So, it was an absolute rollercoaster last March and April; there were weeks when no money was coming in. Fairs reveals: “We really thought we’d not see the summer out, let alone the year.”
However, necessity proved the mother of invention, generating results that are now a lucrative – and ongoing – legacy.
“We thought, if there are no events, why don’t we come up with our own? We came up with the idea of a virtual design fair on our website and, miraculously, we were first out of the blocks and it worked,” he explains.
Dezeen’s virtual design festival was launched from scratch in a couple of weeks and involved daily collaborations with a wide range of partners via the website, Zoom and YouTube.
Revenue-generating ideas included providing an affordable platform for design and art schools for graduate shows. A new way of shooting video content virtually using Zoom, meanwhile, was also successful as it helped create a video offering that didn’t rely on travel.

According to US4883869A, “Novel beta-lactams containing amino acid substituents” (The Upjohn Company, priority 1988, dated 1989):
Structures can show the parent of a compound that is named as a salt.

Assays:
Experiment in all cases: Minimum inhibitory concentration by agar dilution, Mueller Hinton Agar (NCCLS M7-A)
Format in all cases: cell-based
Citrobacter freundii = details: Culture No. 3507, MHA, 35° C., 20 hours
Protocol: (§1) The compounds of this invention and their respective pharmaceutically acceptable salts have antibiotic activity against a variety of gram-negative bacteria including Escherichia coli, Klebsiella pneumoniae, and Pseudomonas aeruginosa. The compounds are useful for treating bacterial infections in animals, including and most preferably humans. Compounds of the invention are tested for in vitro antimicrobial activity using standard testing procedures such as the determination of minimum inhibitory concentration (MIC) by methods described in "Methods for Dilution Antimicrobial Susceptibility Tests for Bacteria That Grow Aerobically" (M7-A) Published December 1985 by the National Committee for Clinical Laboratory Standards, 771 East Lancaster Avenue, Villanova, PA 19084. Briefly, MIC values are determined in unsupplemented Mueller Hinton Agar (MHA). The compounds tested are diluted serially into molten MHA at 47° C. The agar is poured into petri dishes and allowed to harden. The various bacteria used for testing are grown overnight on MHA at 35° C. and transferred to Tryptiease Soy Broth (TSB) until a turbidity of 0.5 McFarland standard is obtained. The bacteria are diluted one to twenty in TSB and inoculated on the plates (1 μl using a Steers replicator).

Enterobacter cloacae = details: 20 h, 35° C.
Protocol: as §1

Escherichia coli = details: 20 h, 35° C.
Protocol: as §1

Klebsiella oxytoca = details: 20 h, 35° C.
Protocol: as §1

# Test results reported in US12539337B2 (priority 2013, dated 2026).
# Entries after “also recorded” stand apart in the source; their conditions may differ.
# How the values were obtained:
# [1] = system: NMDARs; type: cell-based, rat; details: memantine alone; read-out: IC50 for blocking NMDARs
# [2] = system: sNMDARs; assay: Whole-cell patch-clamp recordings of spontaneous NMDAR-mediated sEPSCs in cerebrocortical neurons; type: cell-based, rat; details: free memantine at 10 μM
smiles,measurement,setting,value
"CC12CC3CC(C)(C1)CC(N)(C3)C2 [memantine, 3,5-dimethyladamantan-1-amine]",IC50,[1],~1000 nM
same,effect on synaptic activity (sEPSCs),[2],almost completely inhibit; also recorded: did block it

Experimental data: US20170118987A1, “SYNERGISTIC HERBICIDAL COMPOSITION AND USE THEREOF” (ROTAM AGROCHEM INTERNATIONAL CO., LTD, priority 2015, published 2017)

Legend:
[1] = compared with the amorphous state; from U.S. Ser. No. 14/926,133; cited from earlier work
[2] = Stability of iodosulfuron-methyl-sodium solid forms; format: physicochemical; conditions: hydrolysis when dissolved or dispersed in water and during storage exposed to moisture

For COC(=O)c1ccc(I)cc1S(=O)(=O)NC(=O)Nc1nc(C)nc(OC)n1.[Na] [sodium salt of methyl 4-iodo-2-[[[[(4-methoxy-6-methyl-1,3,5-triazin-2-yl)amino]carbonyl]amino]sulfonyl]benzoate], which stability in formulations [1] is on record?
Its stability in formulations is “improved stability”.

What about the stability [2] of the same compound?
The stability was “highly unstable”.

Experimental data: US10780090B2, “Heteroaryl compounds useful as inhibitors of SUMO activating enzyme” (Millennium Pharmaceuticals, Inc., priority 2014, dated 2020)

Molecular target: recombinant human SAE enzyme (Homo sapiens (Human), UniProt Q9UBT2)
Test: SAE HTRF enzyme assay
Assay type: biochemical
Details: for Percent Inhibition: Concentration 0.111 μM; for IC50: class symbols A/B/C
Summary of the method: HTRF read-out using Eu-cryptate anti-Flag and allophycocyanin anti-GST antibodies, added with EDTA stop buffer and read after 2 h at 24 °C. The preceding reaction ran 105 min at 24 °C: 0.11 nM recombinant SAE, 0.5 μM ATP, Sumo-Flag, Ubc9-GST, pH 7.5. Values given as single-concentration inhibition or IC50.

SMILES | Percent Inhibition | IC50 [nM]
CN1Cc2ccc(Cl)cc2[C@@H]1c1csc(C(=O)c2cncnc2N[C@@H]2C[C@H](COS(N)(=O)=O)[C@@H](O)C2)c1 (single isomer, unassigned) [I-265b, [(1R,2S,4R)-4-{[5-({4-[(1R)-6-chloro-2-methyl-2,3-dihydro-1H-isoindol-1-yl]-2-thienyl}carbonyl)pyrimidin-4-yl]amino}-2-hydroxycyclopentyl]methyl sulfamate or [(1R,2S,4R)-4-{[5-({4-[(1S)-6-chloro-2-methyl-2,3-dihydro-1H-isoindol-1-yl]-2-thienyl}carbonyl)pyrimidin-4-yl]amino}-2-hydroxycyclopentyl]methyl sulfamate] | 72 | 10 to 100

“The virtual festival brought people together, it got lots of press, and we generated lots of business ideas that are now becoming part of our portfolio – it was like starting the company all over again!”
Thanks to Covid-19, plans to launch in the US and build Dezeen’s presence in China were put on ice.
But now, Fairs declares, with plans for international expansion rekindled and some kind of a pay model – more membership club to foster connections than simple paywalled content – being discussed, things are once more on the up.
“Our plans are entirely revenue-funded. The JP/Politikens Hus acquisition is more a safe harbour for the future with a good partner with an ethical outlook,” he notes. “Now, again, we are off the blocks.”
You can hear Marcus Fairs being interviewed by James Evelegh on a recent episode of The InPublishing Podcast, which was sponsored by AdvantageCS, a leading global provider of subscription and membership management software.
This article was first published in InPublishing magazine. If you would like to be added to the free mailing list, please register here.